Goodness, the times are hard! Everyday the Panama City Rescue Mission is getting calls from families who are losing their apartments or homes and needing emergency shelter while they regroup. As the Women and Families Manager, the responsibility for overseeing their case management comes to me. We have only 2 family rooms in which to house them. Today we vacated both rooms, moving one family into temporary transitional housing and the other into a permanent situation. Before the rooms had even gotten cleaned, we had families lined up to move into them for 5 nights of emergency shelter and case management, most of them single mothers, somtimes with a “boyfriend”, sometimes not. Five nights is never enough time to begin to stabilize a family. It generally is taking 15-30 days to find jobs and get a paycheck in hand, access community resources, identify housing, gather utility deposits, round up furniture, etc. In the meantime we’re working with our day center client advocate, the county school system resource person, Department of Child and Family representatives, and others.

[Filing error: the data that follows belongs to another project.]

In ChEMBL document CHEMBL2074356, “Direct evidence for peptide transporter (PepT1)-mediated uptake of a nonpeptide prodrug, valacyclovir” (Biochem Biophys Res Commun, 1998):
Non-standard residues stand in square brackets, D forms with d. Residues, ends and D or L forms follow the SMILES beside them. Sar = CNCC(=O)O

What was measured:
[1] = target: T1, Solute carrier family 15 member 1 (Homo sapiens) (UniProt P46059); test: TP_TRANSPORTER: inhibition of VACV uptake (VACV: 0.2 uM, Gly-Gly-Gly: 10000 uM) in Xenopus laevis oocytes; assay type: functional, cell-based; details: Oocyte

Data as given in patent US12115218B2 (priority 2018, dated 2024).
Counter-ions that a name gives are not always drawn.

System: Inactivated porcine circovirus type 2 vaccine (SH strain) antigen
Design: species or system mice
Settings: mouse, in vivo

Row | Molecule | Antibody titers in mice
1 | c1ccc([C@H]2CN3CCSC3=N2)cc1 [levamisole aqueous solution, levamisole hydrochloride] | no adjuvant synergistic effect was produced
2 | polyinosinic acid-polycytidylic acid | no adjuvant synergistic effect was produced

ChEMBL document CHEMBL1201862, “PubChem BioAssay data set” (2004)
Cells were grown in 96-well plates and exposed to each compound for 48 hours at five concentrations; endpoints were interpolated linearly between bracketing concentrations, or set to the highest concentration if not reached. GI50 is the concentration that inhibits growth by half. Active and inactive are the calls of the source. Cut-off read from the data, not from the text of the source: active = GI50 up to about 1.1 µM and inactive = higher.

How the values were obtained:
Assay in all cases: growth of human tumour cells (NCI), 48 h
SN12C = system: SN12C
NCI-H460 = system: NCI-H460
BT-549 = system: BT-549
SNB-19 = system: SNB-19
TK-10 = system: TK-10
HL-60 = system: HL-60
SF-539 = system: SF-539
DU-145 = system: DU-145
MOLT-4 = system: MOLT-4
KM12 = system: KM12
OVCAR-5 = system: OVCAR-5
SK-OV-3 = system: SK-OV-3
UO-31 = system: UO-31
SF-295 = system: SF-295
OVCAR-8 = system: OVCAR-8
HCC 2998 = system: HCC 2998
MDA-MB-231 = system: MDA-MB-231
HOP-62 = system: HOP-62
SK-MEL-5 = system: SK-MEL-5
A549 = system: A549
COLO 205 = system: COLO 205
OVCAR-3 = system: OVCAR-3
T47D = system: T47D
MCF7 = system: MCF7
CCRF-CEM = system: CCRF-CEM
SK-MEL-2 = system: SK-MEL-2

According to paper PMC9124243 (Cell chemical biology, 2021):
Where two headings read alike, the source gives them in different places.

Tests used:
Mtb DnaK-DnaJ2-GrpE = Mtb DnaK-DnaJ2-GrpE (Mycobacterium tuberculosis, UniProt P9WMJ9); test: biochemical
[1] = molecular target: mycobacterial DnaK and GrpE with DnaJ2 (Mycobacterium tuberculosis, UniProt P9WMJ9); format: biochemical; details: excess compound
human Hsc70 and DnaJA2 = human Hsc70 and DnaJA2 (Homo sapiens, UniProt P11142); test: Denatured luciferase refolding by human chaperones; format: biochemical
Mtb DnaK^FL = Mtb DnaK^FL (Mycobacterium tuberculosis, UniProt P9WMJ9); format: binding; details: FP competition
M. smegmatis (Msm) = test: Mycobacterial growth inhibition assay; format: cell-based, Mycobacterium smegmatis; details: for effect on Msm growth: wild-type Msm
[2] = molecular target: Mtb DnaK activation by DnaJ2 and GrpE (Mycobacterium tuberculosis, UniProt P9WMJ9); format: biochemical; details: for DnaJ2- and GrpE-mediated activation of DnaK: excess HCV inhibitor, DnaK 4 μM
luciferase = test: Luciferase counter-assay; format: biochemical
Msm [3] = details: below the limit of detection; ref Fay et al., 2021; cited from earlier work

This is challenging work and often taxes my problem solving skills. But it is a good feeling to get a family to a place of reasonable stability……although how that is defined is a moving target. It is such a fragile thing. Getting a job and moving into housing is good, but I see how quickly it can be undone by an illness that forces one out of work for even a few days or by a change in the economy that results in loss of overtime or scaled back schedules.
It makes me all the more grateful for the education and opportunities my family has had. In spite of how our circumstances have changed financially in recent years, we are still quite secure by comparison to many. We are in no jeopardy of losing housing or transportation, of going hungry or having insufficient clothing.
I see children weekly who are frightened of the future, wondering where they’ll be sleeping the next night and how they’ll get their clothes cleaned for school. I cannot begin to imagine the impact these circumstances are going to have on the rest of their lives. Can trust be built in such an environment? Can optimism bud? How resilient must one be to survive emotionally? And how can I help not just with the food and clothing, but with the encouragement to keep on keeping on?